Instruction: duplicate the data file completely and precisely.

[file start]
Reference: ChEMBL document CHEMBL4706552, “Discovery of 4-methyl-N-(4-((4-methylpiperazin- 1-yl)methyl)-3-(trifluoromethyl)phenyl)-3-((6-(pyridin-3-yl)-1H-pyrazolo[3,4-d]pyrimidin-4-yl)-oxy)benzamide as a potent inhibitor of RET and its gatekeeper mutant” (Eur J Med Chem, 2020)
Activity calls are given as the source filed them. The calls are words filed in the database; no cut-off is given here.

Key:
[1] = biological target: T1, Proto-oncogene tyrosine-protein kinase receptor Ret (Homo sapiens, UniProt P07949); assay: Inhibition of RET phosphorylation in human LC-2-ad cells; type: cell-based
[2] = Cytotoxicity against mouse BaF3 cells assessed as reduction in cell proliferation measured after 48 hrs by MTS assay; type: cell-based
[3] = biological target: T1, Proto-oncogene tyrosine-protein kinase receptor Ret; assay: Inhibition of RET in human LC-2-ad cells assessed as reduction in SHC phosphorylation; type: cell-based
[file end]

Reference: ChEMBL document CHEMBL4706552, “Discovery of 4-methyl-N-(4-((4-methylpiperazin- 1-yl)methyl)-3-(trifluoromethyl)phenyl)-3-((6-(pyridin-3-yl)-1H-pyrazolo[3,4-d]pyrimidin-4-yl)-oxy)benzamide as a potent inhibitor of RET and its gatekeeper mutant” (Eur J Med Chem, 2020)
Activity calls are given as the source filed them. The calls are words filed in the database; no cut-off is given here.

Key:
[1] = biological target: T1, Proto-oncogene tyrosine-protein kinase receptor Ret (Homo sapiens, UniProt P07949); assay: Inhibition of RET phosphorylation in human LC-2-ad cells; type: cell-based
[2] = Cytotoxicity against mouse BaF3 cells assessed as reduction in cell proliferation measured after 48 hrs by MTS assay; type: cell-based
[3] = biological target: T1, Proto-oncogene tyrosine-protein kinase receptor Ret; assay: Inhibition of RET in human LC-2-ad cells assessed as reduction in SHC phosphorylation; type: cell-based